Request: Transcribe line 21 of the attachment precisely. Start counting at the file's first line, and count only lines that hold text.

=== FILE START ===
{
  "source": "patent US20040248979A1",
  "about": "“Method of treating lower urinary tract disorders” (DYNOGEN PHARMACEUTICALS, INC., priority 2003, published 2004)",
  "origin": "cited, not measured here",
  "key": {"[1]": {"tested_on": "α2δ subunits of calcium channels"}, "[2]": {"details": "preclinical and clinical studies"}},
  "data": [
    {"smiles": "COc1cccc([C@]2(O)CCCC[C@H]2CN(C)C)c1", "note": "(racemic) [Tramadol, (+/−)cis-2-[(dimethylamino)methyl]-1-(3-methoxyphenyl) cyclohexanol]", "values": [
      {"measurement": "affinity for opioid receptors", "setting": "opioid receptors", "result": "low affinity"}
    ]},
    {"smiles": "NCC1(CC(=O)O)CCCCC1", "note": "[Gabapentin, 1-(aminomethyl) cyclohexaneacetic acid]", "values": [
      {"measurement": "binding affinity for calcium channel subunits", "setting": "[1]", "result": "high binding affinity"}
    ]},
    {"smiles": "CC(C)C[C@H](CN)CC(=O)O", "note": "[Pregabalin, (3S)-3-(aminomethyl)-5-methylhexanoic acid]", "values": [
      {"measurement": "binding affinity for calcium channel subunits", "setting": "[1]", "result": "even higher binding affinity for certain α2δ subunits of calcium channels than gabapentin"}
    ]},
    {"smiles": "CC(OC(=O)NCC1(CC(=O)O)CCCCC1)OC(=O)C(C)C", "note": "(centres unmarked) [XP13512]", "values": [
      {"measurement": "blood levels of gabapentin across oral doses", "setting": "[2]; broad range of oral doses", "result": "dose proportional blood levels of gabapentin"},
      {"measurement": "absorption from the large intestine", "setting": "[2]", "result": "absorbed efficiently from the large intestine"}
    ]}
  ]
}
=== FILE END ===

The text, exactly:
}